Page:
The overall goal of my research is to develop and validate a mathematical model that predicts how the dynamics of some critical nutrients (oxygen, glucose, and lactate) could influence tumor cell metabolism and tumor development. Therefore, we are working to develop a computational-experimental approach to model the proliferation and death of tumor cells in response to environment nutrient dynamics, as well as nutrient variance due to consumption and production. As we cannot adjust the oxygen levels in our current imaging system, I have been developing an experimental model studying the effect of cobalt chloride to induce hypoxia in breast cancer (MDA-MB231) cells in vitro. Using time-resolved microscopy, I have tracked the changes in tumor cell growth when the cells were supplied with different initial glucose and cobalt chloride levels. We found that there is a significant difference between the growth curves of the cells for negative controls and those treated with 200 μM of cobalt chloride. Using MDA-MB231 cells transfected with a lactate reporter, via FRET (fluorescence resonance energy transfer) technology, we also evaluated lactate change. For each cobalt chloride level, the FRET ratio increased over 24 hours, where the highest cobalt chloride level increased the fluorescence ratio the most (500 μM). This suggests that cobalt chloride is inducing hypoxia in the tumor cells, leading to more glycolysis and lactate accumulation.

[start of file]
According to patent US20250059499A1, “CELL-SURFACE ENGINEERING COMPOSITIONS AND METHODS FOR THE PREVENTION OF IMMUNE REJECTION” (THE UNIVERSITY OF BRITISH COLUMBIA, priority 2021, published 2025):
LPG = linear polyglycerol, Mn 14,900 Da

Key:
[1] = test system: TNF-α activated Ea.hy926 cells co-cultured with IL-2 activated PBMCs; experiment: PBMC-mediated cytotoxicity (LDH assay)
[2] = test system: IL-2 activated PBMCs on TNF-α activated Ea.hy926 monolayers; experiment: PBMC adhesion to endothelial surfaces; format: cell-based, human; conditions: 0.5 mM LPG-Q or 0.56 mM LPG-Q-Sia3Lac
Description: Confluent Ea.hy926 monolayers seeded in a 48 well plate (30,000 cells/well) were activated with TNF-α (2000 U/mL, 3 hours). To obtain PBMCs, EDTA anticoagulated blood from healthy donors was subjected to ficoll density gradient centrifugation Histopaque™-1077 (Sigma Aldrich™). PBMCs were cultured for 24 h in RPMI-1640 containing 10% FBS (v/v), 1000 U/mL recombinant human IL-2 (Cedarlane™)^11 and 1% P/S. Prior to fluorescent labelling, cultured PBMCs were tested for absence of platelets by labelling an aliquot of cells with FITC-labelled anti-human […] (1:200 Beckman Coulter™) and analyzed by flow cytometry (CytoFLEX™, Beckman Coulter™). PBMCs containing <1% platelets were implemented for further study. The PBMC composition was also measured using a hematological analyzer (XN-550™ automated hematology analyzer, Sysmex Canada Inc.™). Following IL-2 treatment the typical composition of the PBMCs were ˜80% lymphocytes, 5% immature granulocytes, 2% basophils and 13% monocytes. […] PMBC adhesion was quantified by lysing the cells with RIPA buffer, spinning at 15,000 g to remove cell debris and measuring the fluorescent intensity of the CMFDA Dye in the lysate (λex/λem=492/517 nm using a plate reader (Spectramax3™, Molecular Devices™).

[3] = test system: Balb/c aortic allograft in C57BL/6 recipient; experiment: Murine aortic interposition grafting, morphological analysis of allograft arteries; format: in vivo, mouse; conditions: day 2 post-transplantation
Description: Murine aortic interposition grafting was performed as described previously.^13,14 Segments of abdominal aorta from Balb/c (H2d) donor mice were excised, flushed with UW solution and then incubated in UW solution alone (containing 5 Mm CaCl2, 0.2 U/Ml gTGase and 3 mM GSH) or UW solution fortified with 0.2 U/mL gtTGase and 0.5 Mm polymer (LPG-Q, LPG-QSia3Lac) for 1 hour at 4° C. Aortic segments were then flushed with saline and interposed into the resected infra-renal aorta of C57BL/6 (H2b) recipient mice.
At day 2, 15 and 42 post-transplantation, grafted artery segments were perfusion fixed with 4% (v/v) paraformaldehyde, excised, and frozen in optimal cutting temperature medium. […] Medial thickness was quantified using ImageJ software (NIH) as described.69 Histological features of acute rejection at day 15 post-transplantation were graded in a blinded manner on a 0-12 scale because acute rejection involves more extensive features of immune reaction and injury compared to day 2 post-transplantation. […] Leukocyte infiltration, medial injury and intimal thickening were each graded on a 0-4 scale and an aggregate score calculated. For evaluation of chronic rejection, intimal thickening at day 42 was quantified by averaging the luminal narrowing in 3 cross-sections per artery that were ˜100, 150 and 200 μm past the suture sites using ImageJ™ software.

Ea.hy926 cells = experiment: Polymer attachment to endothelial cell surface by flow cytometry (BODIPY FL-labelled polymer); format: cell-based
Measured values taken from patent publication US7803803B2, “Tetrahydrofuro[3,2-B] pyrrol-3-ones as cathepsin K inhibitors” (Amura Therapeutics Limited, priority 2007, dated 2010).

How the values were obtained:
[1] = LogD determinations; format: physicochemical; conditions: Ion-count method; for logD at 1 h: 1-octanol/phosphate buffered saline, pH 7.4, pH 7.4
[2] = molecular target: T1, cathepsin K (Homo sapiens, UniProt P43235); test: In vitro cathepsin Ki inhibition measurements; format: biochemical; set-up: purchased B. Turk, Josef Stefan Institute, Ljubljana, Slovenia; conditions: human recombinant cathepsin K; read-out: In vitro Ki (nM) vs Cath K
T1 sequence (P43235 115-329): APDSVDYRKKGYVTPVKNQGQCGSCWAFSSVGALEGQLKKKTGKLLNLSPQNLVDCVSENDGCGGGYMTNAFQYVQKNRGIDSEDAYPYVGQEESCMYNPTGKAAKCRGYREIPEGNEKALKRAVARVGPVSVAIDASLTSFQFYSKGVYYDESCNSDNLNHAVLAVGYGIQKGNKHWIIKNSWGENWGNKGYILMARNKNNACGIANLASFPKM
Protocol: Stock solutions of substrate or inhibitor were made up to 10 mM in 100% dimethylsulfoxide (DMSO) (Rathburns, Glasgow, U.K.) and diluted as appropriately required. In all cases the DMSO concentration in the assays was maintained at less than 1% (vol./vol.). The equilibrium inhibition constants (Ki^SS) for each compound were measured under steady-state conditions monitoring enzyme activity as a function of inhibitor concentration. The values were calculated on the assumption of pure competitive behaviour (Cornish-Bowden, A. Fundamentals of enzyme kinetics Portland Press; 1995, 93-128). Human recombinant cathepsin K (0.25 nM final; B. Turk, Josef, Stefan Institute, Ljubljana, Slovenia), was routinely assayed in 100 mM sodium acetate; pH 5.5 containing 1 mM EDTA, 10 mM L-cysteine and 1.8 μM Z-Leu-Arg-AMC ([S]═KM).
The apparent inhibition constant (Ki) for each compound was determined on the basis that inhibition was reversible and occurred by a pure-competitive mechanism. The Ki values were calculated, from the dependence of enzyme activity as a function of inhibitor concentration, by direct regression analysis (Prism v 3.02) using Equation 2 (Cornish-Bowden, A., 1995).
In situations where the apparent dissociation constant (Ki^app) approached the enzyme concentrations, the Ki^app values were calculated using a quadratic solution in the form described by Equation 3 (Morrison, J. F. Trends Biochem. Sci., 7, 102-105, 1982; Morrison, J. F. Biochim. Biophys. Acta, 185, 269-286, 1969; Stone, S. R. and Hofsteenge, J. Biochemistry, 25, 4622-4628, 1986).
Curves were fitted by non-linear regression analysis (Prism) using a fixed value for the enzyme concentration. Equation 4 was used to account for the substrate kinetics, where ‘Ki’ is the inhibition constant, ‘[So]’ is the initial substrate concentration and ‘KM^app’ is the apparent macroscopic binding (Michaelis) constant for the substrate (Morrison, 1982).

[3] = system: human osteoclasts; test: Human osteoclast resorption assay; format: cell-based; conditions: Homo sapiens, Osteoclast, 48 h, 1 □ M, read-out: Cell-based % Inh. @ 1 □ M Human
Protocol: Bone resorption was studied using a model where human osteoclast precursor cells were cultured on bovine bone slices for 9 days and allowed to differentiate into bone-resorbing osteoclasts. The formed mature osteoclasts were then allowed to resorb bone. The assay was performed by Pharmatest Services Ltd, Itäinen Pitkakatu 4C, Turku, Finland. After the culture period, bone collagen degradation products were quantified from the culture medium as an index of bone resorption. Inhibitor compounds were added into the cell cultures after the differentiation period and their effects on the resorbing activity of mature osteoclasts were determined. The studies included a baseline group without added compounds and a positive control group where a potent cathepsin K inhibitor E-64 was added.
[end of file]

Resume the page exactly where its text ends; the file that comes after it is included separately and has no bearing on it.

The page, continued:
Cobalt chloride induced hypoxia alters tumor cell metabolism and growth. Left panel: cell confluence over time for live and dead cells for one glucose level and various cobalt chloride levels. Right panel: the relative ratios for the lactate reporter per cobalt chloride dose at three different times.